Five More Hours Per Week of Leisure Time in 2003 Than in 1965

The easiest way to measure leisure is to take survey data on how many hours a week people spend at work and subtract.  Since 1965, the number of hours the average American works for pay has not changed much.  By this simple measure, then, leisure has also stayed the same.

But are we really working as much as ever?

”All time away from work is not equal,” Erik Hurst, an economist at the Graduate School of Business at the University of Chicago, said in an interview.  Some time off is actually just more work.

To put it in economic terms, we spend some time off the job in consumption (watching TV, hanging out with our friends, reading for pleasure) and some in production (cooking dinner, cleaning the house, doing household repairs).  Some activities, like sleeping and eating, fall somewhere in between, while others, including child care and gardening, combine pleasure and production.

The difference is not just that we enjoy some activities and dislike others.  It is that we could, in theory, pay someone else to do the production for us.  A cook or a restaurant can make dinner, but nobody else can play golf or watch TV for you.

. . .

Americans are not, in fact, working as much as they used to.  They are just getting paid for more of the work they do.  Using several different definitions of leisure, Professor Hurst and Mark A. Aguiar, an economist at the Federal Reserve Bank of Boston, analyzed time-use surveys done from 1965 to 2003.  Whether they defined leisure narrowly or broadly, they got a consistent result.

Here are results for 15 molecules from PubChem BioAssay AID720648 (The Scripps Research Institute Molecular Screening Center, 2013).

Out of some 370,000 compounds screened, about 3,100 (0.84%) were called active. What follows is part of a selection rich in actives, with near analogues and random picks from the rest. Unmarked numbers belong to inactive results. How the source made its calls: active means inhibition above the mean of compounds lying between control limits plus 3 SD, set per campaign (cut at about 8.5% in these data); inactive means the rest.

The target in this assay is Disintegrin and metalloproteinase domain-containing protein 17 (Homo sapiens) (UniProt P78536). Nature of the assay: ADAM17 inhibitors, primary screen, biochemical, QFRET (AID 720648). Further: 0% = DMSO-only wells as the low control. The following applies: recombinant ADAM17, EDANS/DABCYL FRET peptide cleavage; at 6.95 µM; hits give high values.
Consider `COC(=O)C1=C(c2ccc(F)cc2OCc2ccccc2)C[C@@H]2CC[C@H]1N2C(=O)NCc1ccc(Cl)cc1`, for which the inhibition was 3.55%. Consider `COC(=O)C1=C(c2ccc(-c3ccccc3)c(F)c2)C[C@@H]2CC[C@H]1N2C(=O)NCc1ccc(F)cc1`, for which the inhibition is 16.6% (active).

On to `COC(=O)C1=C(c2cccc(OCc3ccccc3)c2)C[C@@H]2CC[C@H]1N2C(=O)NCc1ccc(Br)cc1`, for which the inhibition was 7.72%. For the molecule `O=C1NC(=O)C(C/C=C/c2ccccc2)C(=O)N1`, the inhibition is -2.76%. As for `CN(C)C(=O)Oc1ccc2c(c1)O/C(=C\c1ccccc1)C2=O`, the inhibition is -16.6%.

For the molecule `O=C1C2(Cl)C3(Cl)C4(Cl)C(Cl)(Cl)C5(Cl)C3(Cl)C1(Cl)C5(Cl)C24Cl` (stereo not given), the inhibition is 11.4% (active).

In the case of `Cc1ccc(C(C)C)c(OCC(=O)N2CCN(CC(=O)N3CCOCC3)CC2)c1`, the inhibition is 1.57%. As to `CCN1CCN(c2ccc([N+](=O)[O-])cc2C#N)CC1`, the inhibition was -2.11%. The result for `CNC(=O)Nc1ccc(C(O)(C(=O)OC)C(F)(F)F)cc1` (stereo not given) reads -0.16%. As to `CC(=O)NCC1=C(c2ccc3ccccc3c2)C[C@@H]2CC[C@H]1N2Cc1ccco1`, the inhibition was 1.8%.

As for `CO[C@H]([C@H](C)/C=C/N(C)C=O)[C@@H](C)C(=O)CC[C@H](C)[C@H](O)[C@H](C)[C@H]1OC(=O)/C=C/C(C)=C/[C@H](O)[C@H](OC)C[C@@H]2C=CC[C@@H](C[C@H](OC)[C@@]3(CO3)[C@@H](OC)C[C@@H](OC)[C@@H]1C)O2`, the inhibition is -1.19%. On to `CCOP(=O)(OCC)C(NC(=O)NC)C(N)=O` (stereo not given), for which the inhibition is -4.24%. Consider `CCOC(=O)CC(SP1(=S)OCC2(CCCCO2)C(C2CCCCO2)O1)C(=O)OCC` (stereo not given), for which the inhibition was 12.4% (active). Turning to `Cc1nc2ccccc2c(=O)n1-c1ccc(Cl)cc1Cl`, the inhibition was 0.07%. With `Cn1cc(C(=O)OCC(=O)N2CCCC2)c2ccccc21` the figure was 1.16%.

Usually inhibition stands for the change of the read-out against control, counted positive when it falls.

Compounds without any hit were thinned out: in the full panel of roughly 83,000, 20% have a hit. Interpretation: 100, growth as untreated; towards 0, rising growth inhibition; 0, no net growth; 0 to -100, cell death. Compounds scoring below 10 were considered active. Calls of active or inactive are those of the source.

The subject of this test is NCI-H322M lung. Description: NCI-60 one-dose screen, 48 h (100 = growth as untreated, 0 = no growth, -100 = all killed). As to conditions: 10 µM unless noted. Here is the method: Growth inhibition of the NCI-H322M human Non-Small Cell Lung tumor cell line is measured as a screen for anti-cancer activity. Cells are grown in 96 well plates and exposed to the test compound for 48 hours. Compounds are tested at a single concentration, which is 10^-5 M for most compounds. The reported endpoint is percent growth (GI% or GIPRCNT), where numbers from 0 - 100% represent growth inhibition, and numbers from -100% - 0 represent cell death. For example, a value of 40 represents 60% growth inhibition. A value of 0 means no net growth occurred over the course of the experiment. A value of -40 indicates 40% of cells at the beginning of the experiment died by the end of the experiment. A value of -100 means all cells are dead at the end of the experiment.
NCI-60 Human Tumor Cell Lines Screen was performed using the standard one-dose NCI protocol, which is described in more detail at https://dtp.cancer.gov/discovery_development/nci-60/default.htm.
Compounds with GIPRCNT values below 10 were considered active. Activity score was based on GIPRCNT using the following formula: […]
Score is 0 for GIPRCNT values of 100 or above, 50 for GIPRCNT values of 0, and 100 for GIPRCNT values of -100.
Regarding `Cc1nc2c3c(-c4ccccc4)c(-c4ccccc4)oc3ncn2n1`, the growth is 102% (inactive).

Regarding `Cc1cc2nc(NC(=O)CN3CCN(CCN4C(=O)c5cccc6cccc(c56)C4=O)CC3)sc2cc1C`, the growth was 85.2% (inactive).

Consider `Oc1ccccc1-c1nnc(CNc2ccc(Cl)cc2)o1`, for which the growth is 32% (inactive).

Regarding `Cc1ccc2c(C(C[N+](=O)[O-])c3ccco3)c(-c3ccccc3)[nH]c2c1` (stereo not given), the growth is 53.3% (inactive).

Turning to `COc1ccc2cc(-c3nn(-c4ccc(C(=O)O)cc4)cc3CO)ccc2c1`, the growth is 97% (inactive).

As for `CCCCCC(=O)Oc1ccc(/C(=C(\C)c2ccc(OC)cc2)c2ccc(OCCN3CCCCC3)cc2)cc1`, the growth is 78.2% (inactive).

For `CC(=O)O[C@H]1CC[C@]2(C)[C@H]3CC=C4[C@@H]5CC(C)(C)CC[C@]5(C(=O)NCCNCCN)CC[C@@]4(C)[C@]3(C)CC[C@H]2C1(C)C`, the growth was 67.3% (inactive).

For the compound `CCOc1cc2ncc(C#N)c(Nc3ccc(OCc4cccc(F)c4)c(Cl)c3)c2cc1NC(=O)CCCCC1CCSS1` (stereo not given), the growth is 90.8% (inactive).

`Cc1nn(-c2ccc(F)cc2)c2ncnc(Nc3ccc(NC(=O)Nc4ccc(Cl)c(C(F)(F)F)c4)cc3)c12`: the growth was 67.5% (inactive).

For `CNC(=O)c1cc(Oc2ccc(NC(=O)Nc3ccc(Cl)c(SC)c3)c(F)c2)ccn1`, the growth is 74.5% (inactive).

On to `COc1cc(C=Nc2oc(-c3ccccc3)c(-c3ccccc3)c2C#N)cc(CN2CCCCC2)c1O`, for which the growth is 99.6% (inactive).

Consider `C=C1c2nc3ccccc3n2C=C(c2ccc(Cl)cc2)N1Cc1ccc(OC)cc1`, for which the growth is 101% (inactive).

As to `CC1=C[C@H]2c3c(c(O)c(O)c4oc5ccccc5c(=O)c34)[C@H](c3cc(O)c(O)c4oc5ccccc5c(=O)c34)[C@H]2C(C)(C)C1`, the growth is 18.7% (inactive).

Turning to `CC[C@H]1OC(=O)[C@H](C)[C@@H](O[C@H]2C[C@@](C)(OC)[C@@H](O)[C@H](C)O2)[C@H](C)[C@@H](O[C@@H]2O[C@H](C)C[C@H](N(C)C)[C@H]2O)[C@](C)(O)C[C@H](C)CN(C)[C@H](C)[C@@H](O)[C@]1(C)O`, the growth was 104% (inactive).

”Leisure time — measured in a variety of ways — has increased significantly between 1965 and 2003,” they write in ”Measuring Trends in Leisure:  The Allocation of Time Over Five Decades,” a Boston Fed working paper.  . . .  Using the most restrictive definition, which includes only ”entertainment/social activities/relaxing” and ”active recreation,” the economists found that leisure had increased 5.1 hours a week, holding demographics like age constant.  (Without that control, leisure has grown 4.6 hours.)  Assuming a 40-hour work week, that is like adding six weeks of vacation — an enormous increase.

”I was surprised by the magnitude,” Mr. Aguiar said in an interview, though the general trend agrees with earlier research.


For the full commentary, see: 

VIRGINIA POSTREL.  "ECONOMIC SCENE; The Work You Do When You’re Not at Work."  The New York Times  (Thursday, February 23, 2006):  C3.


A PDF of the NBER draft of the Aguiar and Hurst paper can be found at:

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